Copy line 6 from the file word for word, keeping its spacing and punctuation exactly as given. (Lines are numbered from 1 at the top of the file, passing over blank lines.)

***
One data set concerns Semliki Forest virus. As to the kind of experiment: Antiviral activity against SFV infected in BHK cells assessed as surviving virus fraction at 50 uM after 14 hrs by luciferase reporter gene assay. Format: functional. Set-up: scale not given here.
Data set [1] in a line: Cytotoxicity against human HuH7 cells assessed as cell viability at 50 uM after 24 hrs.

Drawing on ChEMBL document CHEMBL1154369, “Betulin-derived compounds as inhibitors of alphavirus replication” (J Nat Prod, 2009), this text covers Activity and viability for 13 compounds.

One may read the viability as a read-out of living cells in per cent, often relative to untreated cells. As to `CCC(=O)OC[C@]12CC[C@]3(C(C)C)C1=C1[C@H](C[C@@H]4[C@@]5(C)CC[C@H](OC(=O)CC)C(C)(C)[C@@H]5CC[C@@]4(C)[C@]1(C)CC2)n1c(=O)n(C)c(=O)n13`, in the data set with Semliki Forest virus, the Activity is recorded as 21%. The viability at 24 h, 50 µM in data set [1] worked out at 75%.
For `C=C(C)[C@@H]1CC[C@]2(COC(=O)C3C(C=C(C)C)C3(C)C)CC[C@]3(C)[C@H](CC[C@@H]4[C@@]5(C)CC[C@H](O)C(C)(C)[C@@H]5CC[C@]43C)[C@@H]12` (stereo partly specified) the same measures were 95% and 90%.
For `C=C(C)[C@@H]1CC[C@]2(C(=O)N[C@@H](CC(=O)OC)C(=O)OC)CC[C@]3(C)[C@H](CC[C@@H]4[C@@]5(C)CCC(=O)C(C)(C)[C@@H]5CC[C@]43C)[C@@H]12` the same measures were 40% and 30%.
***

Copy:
For `C=C(C)[C@@H]1CC[C@]2(C(=O)N[C@@H](CC(=O)OC)C(=O)OC)CC[C@]3(C)[C@H](CC[C@@H]4[C@@]5(C)CCC(=O)C(C)(C)[C@@H]5CC[C@]43C)[C@@H]12` the same measures were 40% and 30%.